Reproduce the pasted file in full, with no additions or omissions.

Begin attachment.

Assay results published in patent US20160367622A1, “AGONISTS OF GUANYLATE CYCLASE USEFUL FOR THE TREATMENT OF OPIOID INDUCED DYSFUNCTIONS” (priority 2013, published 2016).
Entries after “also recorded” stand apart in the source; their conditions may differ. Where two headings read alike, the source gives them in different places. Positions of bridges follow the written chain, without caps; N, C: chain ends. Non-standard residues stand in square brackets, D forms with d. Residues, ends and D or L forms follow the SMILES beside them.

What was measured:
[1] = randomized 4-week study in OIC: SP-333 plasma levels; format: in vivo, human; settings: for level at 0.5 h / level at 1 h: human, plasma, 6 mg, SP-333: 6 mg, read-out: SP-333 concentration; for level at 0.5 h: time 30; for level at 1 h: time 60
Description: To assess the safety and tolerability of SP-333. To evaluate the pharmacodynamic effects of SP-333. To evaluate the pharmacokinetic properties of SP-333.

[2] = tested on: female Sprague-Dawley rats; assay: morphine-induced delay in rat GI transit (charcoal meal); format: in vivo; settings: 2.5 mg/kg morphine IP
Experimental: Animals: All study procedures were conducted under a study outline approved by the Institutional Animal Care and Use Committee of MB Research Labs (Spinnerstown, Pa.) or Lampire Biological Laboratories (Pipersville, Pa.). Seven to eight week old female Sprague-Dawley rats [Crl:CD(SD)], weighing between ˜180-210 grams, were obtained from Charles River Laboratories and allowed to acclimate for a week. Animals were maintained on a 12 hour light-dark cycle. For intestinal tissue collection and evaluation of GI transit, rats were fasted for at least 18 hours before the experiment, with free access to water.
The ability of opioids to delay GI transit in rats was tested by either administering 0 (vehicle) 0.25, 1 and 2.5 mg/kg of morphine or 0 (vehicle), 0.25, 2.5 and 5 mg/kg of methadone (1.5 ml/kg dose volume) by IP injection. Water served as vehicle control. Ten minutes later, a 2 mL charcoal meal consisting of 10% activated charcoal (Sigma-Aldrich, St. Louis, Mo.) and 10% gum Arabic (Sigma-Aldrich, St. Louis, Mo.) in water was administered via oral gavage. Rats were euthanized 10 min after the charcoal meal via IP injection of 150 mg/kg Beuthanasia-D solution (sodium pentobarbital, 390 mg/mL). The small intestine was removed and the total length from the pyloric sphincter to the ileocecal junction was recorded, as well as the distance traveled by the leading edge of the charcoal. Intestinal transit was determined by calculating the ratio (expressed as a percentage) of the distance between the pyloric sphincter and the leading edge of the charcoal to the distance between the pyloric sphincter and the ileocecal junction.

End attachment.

Assay results published in patent US20160367622A1, “AGONISTS OF GUANYLATE CYCLASE USEFUL FOR THE TREATMENT OF OPIOID INDUCED DYSFUNCTIONS” (priority 2013, published 2016).
Entries after “also recorded” stand apart in the source; their conditions may differ. Where two headings read alike, the source gives them in different places. Positions of bridges follow the written chain, without caps; N, C: chain ends. Non-standard residues stand in square brackets, D forms with d. Residues, ends and D or L forms follow the SMILES beside them.

What was measured:
[1] = randomized 4-week study in OIC: SP-333 plasma levels; format: in vivo, human; settings: for level at 0.5 h / level at 1 h: human, plasma, 6 mg, SP-333: 6 mg, read-out: SP-333 concentration; for level at 0.5 h: time 30; for level at 1 h: time 60
Description: To assess the safety and tolerability of SP-333. To evaluate the pharmacodynamic effects of SP-333. To evaluate the pharmacokinetic properties of SP-333.

[2] = tested on: female Sprague-Dawley rats; assay: morphine-induced delay in rat GI transit (charcoal meal); format: in vivo; settings: 2.5 mg/kg morphine IP
Experimental: Animals: All study procedures were conducted under a study outline approved by the Institutional Animal Care and Use Committee of MB Research Labs (Spinnerstown, Pa.) or Lampire Biological Laboratories (Pipersville, Pa.). Seven to eight week old female Sprague-Dawley rats [Crl:CD(SD)], weighing between ˜180-210 grams, were obtained from Charles River Laboratories and allowed to acclimate for a week. Animals were maintained on a 12 hour light-dark cycle. For intestinal tissue collection and evaluation of GI transit, rats were fasted for at least 18 hours before the experiment, with free access to water.
The ability of opioids to delay GI transit in rats was tested by either administering 0 (vehicle) 0.25, 1 and 2.5 mg/kg of morphine or 0 (vehicle), 0.25, 2.5 and 5 mg/kg of methadone (1.5 ml/kg dose volume) by IP injection. Water served as vehicle control. Ten minutes later, a 2 mL charcoal meal consisting of 10% activated charcoal (Sigma-Aldrich, St. Louis, Mo.) and 10% gum Arabic (Sigma-Aldrich, St. Louis, Mo.) in water was administered via oral gavage. Rats were euthanized 10 min after the charcoal meal via IP injection of 150 mg/kg Beuthanasia-D solution (sodium pentobarbital, 390 mg/mL). The small intestine was removed and the total length from the pyloric sphincter to the ileocecal junction was recorded, as well as the distance traveled by the leading edge of the charcoal. Intestinal transit was determined by calculating the ratio (expressed as a percentage) of the distance between the pyloric sphincter and the leading edge of the charcoal to the distance between the pyloric sphincter and the ileocecal junction.